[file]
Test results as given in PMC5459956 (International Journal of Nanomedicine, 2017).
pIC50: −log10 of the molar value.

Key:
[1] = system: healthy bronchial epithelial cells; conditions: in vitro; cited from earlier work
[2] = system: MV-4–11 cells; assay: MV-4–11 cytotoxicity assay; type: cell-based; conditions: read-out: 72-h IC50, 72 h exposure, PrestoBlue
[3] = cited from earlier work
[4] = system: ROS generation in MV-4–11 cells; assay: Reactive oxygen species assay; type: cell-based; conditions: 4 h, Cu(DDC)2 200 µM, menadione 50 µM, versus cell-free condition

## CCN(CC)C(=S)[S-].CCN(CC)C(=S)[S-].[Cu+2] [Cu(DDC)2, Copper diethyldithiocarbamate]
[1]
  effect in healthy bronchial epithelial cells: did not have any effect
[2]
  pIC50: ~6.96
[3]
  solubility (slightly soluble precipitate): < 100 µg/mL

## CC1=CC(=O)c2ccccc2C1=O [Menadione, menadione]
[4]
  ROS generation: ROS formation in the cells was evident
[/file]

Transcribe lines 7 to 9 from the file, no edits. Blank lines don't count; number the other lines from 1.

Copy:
[4] = system: ROS generation in MV-4–11 cells; assay: Reactive oxygen species assay; type: cell-based; conditions: 4 h, Cu(DDC)2 200 µM, menadione 50 µM, versus cell-free condition

## CCN(CC)C(=S)[S-].CCN(CC)C(=S)[S-].[Cu+2] [Cu(DDC)2, Copper diethyldithiocarbamate]
[1]